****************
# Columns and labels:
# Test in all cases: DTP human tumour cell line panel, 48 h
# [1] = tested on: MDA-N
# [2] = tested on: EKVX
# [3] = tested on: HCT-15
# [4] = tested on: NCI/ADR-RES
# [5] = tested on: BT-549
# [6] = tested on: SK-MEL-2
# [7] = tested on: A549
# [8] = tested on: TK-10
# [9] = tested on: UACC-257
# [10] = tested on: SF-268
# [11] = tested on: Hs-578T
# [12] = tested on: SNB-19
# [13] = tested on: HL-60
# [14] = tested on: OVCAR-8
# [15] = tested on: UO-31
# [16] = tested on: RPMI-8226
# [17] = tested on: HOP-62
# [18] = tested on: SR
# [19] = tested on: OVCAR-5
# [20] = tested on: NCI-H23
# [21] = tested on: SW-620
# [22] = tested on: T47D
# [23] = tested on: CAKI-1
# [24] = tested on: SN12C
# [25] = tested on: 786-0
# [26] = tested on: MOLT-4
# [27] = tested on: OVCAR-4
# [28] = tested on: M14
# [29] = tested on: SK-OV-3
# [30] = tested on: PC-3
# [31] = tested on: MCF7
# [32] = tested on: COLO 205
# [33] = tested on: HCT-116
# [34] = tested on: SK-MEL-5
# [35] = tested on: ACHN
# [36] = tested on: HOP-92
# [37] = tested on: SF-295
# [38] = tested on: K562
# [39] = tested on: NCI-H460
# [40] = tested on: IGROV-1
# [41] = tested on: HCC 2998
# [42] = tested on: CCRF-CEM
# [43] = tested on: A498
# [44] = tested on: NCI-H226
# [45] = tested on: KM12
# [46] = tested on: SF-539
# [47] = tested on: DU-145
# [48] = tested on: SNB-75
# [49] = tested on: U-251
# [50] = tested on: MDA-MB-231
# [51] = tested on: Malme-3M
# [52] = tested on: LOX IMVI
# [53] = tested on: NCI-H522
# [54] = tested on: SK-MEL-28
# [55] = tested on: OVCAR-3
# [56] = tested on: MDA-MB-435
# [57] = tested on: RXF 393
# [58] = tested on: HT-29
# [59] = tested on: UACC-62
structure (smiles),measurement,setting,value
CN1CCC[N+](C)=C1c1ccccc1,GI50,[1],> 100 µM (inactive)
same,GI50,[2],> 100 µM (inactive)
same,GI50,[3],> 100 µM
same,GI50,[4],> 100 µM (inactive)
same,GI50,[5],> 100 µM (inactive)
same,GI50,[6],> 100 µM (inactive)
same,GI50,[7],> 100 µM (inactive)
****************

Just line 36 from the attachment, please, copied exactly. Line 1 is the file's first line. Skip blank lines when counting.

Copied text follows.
# [34] = tested on: SK-MEL-5